It would be an understatement to say that the supermarkets in Japan are different than those in America. Since the land upon which food grows, is harvested, is planted, the type of soil on an island versus a larger continent less Hawaii etc. there is so many things that are different that it would be better to compare the similarities.
Instead I wanted to share a few things of note about the cost and types of food that I have come across personally. There is a huge difference in the quality of goods in a Japanese supermarket, and an American supermarket. In Japan, on the whole, the quality of fruits and vegetables is more than excellent. The Japanese are very picky about what they eat, and the quality of service is so competitive, it makes for good groceries. Unless the fruit or vegetables are 100% blemish free then to the Japanese the produce is deemed unrepresentable.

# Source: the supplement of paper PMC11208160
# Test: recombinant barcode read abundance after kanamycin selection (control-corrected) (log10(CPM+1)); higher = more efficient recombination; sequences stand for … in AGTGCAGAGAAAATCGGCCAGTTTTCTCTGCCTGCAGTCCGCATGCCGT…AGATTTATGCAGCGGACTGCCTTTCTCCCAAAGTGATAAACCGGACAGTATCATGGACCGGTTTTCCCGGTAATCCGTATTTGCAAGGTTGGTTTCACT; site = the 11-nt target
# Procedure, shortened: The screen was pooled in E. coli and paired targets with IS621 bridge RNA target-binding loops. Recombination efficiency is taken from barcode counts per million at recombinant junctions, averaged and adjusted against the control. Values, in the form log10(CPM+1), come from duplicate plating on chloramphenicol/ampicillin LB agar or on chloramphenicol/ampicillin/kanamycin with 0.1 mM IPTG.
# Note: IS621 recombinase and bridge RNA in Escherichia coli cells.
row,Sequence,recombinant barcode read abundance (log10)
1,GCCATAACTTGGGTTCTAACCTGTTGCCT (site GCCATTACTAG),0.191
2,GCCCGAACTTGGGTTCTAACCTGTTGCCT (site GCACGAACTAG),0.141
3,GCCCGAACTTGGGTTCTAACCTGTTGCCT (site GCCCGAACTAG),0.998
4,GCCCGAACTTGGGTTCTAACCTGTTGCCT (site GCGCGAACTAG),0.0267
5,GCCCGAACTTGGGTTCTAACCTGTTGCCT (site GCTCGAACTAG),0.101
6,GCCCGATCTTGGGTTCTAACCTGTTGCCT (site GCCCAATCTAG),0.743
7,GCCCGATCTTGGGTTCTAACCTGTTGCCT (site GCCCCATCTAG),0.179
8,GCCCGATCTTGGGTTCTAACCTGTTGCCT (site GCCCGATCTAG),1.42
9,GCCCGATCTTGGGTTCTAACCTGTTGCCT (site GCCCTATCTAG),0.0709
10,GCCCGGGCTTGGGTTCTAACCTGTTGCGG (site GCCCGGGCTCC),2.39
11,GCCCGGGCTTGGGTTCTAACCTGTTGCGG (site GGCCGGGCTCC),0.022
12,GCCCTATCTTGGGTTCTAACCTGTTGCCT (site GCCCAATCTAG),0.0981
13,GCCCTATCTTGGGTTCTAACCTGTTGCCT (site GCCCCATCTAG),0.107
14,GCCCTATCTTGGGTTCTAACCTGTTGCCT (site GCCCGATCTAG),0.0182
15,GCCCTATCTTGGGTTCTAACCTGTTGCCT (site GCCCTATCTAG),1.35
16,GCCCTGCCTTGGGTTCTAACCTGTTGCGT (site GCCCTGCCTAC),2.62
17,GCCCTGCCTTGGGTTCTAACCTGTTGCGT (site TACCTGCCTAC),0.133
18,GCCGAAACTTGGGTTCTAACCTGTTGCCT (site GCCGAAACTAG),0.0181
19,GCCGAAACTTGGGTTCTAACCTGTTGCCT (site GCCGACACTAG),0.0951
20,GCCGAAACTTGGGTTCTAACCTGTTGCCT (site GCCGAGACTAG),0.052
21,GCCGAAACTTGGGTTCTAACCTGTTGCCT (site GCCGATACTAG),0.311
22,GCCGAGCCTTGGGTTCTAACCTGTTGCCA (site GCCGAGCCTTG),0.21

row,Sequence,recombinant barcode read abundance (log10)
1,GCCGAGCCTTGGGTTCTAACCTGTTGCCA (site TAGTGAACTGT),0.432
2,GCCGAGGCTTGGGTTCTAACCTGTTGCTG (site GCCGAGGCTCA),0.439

Sake talkie will be taking a look at the Japanese GOBO, or burdock root, in future editions. For now, I want to discuss 牛乳 or gyu^nyu^ milk. Milk in Japan does not come in gallons and they don't often buy as much at a time as Americans (2 gallons for $6-7 bucks). And Japanese milk tastes terrible. There were two things I wanted when I came back from a trip to Japan; the first thing was a good old glass of USDA pasteurized whole fat milk. Because the way Japanese milk is pasteurized is different is why I suspect it tastes so bad. I read on the label that they pasteurize it at a much high temperature in less time than Americans. Like 128º for 15 sec. vs the American pasteurization technique which typically is 68ºC (145ºF) for 30 minutes. The other thing being peanut butter, because the Japanese have none!